After analyzing laminated sedimentary cores recovered at the shores of the Dead Sea, Migowski, Agnon, Bookman, Negendank, and Stein (2004) also confirmed an earthquake in 33 A.D. with a magnitude of 5.5. They documented earthquakes around 33 A.D. in 31 BC and 76 A.D. The scholars analyzed seismites using radiocarbon dating.
Ben-Menahem (2014) conducted a literature review of empirical studies over 4,000 years of seismicity along the Dead Sea Rift. The scholar referenced the aforementioned studies along with one by Enzel, Kadan, and Eyal (2000) before concluding that earthquakes occurred in Masada in 31 BC, Jerusalem in 33 A.D., and near Nablus in 64 A.D.
In summary, the literature on seismicity along the Dead Sea basin supports the assertion that an earthquake occurred either in or very close to the year 33 A.D.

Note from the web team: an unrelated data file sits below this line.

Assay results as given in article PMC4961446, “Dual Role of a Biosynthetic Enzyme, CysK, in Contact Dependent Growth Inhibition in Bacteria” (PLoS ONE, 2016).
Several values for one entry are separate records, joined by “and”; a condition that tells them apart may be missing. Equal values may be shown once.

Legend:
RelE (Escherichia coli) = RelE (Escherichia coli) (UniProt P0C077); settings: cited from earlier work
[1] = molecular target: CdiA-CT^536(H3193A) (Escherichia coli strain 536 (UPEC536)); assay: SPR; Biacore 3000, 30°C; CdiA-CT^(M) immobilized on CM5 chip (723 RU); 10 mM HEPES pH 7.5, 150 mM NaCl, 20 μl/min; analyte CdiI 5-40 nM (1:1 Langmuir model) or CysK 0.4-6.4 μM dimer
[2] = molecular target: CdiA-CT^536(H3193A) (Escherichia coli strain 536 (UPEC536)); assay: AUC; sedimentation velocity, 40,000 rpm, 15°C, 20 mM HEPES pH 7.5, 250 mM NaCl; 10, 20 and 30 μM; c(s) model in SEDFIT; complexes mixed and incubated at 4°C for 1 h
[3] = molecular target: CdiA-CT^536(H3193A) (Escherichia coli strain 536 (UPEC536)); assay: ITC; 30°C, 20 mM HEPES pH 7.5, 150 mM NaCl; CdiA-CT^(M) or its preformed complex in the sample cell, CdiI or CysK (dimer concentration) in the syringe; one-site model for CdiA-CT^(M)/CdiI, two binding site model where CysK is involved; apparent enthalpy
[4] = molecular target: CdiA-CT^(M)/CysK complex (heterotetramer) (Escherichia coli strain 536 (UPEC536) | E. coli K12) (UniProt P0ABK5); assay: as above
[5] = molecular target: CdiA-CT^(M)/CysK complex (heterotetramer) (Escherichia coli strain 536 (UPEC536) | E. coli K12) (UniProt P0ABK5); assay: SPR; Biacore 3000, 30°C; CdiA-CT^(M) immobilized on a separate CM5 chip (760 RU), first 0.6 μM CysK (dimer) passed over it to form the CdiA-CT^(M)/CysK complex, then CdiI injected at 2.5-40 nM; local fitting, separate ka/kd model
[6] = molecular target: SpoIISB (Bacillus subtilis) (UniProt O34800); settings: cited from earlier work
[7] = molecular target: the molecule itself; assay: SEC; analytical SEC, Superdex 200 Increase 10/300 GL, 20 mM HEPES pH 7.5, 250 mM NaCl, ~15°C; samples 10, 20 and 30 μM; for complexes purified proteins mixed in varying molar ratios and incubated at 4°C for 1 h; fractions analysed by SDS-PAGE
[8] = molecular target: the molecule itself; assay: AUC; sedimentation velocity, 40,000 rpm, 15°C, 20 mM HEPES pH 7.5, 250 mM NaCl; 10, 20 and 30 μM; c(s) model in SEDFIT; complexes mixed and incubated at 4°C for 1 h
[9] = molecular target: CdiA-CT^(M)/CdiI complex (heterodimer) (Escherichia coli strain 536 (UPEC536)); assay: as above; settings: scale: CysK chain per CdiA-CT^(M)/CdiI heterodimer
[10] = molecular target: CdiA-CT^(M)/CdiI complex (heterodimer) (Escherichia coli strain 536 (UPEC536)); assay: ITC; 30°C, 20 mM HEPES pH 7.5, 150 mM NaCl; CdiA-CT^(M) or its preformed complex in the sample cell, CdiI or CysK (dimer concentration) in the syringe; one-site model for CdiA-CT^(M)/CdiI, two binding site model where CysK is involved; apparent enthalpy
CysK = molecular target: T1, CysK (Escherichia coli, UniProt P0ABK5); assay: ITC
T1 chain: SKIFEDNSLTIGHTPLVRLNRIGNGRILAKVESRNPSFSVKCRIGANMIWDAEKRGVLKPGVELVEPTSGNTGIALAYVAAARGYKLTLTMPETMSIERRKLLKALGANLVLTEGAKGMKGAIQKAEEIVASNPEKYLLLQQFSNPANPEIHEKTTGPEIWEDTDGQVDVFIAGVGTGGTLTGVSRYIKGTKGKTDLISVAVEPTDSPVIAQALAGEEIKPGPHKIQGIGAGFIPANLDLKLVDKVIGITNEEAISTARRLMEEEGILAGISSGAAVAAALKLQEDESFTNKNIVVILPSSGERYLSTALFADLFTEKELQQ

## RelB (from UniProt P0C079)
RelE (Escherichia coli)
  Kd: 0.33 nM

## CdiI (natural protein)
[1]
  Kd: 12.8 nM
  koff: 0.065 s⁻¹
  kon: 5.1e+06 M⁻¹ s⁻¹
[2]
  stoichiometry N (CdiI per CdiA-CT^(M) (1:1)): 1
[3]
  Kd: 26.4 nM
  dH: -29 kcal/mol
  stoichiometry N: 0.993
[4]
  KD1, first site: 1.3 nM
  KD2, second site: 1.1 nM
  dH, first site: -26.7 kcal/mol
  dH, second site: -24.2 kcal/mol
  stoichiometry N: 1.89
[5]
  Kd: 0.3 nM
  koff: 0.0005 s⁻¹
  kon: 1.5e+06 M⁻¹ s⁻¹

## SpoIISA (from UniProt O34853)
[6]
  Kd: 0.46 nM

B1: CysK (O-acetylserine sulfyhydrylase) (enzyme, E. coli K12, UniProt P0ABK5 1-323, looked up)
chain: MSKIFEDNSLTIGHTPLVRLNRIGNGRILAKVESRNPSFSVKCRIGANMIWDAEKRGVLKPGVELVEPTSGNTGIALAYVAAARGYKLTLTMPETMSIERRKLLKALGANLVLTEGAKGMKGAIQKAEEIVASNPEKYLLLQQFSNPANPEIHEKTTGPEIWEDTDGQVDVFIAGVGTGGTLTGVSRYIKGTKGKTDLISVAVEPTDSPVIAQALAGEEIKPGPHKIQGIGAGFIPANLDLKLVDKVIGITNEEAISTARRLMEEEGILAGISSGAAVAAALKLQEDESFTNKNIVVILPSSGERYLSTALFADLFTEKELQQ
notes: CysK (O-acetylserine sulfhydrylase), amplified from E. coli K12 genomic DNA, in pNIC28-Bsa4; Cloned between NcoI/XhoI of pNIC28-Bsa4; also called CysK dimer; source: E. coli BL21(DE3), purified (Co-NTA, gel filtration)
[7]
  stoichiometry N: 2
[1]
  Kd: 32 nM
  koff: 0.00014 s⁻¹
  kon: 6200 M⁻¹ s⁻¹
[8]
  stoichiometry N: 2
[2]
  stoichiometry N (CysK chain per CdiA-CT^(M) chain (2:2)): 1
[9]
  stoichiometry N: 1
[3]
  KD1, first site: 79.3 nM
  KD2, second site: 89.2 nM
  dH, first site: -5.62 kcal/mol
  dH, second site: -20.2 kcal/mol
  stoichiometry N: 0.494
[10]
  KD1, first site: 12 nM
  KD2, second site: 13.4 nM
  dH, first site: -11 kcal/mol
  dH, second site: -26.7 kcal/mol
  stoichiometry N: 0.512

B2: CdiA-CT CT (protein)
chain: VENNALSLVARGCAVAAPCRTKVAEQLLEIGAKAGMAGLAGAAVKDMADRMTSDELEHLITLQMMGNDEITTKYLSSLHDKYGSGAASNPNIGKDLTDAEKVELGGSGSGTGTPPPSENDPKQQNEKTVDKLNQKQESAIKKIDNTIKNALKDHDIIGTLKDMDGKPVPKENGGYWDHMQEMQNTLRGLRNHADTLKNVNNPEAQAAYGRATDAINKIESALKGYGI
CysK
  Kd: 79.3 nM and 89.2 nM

As noted above, the Bible indicates that Jesus was crucified on Friday, the Day of Preparation, which some scholars have determined is Nisan 14 (Humphreys & Waddington, 1985). During the time period in which Pontius Pilate served as governor, the only two possibilities in which Nisan 14 fell on a Friday occurred on April 7th in 30 A.D. and April 3rd in 33 A.D. To determine when Nisan 14 fell on a Friday, Humphreys and Waddington (1985) reconstructed the first century Jewish calendar using astronomical calculations.
To determine which date is appropriate, we refer to John 2:20. “They replied, ‘It has taken 46 years to build this temple, and you are going to raise it in three days?’ But the temple He had spoken of was His body.” Assuming this refers to the inner temple (Hoehner, 1977), the date in which the Jews made this statement would be between 30 and 31 A.D. If the only Passovers that occurred during Jesus’ ministry are the three to which John referred in his gospel, the 33 A.D. date suggests a ministry of about 2 ½ years (Humphreys & Waddington, 1985). Some scholars indicate an additional unmentioned Passover, which would add a year to Jesus’ ministry. Either way, Humphreys and Waddington (1985) determined the 33 A.D. date was the most appropriate.